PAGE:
Last summer when the Phillies signed starter Cole Hamels to a six year, $144 million contract, the deal was a massive deal for a pitcher who was an ace still at the top of his game. Two recent signings have certainly helped the Phillies deal look good. Last week, the Los Angeles Dodgers gave their ace Clayton Kershaw a seven-year, $215 million contract. Today, the New York Yankees gave Japanese ace Masahiro Tanaka a seven-year, $155 million deal, which amounts to $175 million spent total when you add the $20 million posting fee.
At the time, some considered the Hamels signing an "overpay". Rob Cunningham of In Your Face Media wrote:
Even though he has a ring, Hamels has never finished above fifth in voting for the Cy Young. That’s fifth in the National League, not all of baseball. He doesn’t have stuff or numbers that amaze you. He doesn’t hit 100 with his fastball. He doesn’t have a filthy 12-6 curve that falls off the table. He does have one of the best changeups in the game, but he’s one of those under-the-radar guys that does his thing and no one really notices.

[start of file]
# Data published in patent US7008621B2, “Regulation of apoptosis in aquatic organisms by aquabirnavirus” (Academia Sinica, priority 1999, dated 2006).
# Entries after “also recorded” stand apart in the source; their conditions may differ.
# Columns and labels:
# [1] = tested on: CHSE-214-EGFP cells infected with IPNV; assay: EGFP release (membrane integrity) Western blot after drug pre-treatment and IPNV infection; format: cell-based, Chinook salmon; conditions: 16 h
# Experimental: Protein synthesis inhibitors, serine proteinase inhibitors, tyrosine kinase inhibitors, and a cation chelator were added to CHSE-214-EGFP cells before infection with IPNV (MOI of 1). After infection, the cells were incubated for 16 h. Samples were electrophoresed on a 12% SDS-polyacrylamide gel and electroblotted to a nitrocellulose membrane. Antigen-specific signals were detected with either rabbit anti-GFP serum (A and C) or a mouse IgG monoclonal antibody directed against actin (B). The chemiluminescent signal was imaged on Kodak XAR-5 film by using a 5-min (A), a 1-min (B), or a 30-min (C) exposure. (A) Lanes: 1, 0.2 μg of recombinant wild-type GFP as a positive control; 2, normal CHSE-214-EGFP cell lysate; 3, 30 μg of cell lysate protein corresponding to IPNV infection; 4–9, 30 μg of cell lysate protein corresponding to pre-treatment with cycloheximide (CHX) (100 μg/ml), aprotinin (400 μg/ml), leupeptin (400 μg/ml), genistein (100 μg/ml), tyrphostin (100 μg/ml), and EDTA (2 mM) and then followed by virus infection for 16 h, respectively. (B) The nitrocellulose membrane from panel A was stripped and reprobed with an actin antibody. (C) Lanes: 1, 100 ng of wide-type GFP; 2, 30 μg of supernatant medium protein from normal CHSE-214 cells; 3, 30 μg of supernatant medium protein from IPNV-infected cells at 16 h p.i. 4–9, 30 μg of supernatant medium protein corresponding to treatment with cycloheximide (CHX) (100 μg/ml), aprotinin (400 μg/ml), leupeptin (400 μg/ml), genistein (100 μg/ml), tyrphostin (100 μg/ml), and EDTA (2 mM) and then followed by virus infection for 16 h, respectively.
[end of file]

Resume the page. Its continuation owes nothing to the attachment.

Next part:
Would he have gotten that contract on the free agent market? Probably not.
Tanaka put up an impressive 24-0 record and 1.27 ERA in Japan, but we have seen Japanese players fail to translate their success in Japan to the Major Leagues (Kei Igawa, anyone?). One can reasonably conclude that if the Yankees were willing to pay $25 million a season for a asomewhat unproven commodity, Hamels could have done much better.
Hamels is here for the long haul, and will likely be around through a rebuild. One pitcher who might not be is Cliff Lee. The day will come - probably sooner than later - when the Phillies finally give up on this particular core. Whoever among the veterans who is firing on all cylinders and playing well by the trade deadline should go. The contracts those players signed before salaries blew up should continue to look better and better and may not end up being so untradeable.
Who knows if the Yankees would have made such a deal if Alex Rodriguez had not given the Yankees the gift of a season where they do not have to pay his salary for the season. The Yankees are very much like the Phillies, with an aging core and few major league-ready players in the pipeline. With Cody Asche, Maikel Franco, and the Phillies young relief corps, I would think the Phillies are better off.
The Yankees were desperate for young, controllable players, and the Dodgers have enough money to make sure that the best pitcher in the game does not leave their control. Just imagine if both of those teams had a shot at Cole Hamels.